Admittedly, I didn’t use the app on the Apple Watch when I needed to take the bus or train (I was referring compulsively to the list of bus/train stops on my phone because I didn’t want to miss any), but it was on my walking routes where it shone.
One of these times was when I was looking to have lunch at Yoojung Sikdang, a humble eatery that was catapulted to worldwide fame thanks to K-pop band BTS. (Yes, proud ARMY here.)
The restaurant is located at a pretty nondescript alley in the Gangnam district, with no prominent landmarks around, but fortunately, CityMapper got me there without any fuss.
My experience with Citymapper was so positive that I’m pretty sure it’ll be my new go-to navigation app for upcoming holidays!
Shazam was, by far, my most used app during the trip.
Even though I have studied Korean for a few years now, straining my ears while trying to figure out the lyrics of a song so as to Google it is extremely challenging.
The Shazam app wasn’t just efficient in pulling the song title and artist for me, it even worked smoothly in noisy environments like restaurants and crowded shops.
Using the app was such a breeze that I even found myself using it for BTS songs – just for the thrill of seeing it appear on my Apple Watch face.
If you had told me at the start of 2019 that I would be doing yoga while on holiday, I would have laughed in your face.
But as life has it, I had once again proven myself wrong and found myself gravitating towards the Pocket Yoga app after rediscovering the joy of physical activities in the last 2 months or so.
The Pocket Yoga app is exactly what its name suggests – it’s like having a yoga teacher in your pocket – well, phone, to be more specific.
Users can choose between 27 different sessions of varying durations and difficulties, and those wearing an Apple Watch can even track their heart rate and calories burned during each session.
My first experience with the app was late at night, and I just wanted something relaxing to end a long day.
I chose the Sun Salutation A option, and after around 7 minutes of attempting to recreate the poses displayed on my phone, I was done.
I referred mostly to my phone during the session, but the Apple Watch definitely enhanced the experience by telling me the number of calories I burned.
The next day, I got my friend to join me, and we somehow managed to finish a fulfilling yoga session in the limited space our room had.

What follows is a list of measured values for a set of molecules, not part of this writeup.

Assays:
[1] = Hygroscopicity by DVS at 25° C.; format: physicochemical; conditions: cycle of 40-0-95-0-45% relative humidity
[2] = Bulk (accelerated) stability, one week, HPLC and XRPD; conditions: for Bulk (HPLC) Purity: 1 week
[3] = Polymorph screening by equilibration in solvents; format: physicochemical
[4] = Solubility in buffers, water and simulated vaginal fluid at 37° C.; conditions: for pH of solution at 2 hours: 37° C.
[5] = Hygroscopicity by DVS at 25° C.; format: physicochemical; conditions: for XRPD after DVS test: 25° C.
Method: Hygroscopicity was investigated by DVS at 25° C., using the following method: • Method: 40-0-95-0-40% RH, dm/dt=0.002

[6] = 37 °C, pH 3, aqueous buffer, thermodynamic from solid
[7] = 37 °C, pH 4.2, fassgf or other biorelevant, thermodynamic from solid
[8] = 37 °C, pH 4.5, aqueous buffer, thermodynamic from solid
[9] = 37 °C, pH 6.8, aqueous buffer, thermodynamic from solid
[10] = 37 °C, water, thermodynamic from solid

Now that I’m back home, I find myself going back to Pocket Yoga now and then for the longer yoga sessions available on the app.
Bonus App: Breathe
If you’re an Apple Watch user, you’ve probably snoozed the Breathe app’s reminders more times that you can count.
My colleague, who has had his Apple Watch for over a year now, even told me that he turned off the app on the first day he got the Watch.
The mechanics of Breathe is simple – it guides you through a series of deep breaths, typically for one minute.
In a time when our minds are constantly on overdrive, the Breathe app helps a user disengage – even if it’s for just a minute.
As much as I’m a firm believer of needing to disengage from time to time in order to engage more effectively after, I’m also guilty of snoozing the notifications because I just feel like there’s never really a right time to stop whatever I’m doing to take a breather (literally).
Being on holiday, however, meant that there were more chances for me to try the app out.
From inter-city bus rides to subway rides, I found these mental and emotional ‘breaks’ extremely calming.
I even used it while sitting on a random bench in the middle of Everland, where kids (and kids at heart) were screaming their lungs out.
Now that I’m back, I find myself going back to snoozing my Breathe reminders – but fortunately, to a lesser extent than before.
While I still get a kick out of hitting my activity goals daily, using these apps made me realise that the Apple Watch experience is definitely more than just ‘closing your (activity) rings’.
I had never been a believer of smartwatches becoming an integral part of one’s life, and while I think that they are still leaning more at the ‘want’ end of the want-need spectrum, I will definitely feel like something’s missing when (and if) I give my Apple Watch up.
VP Verdictis a series where we personally try and test out products, services, fads, and apps. Want to suggest something else for us to try? Leave a comment here or send the suggestion into our Facebook page.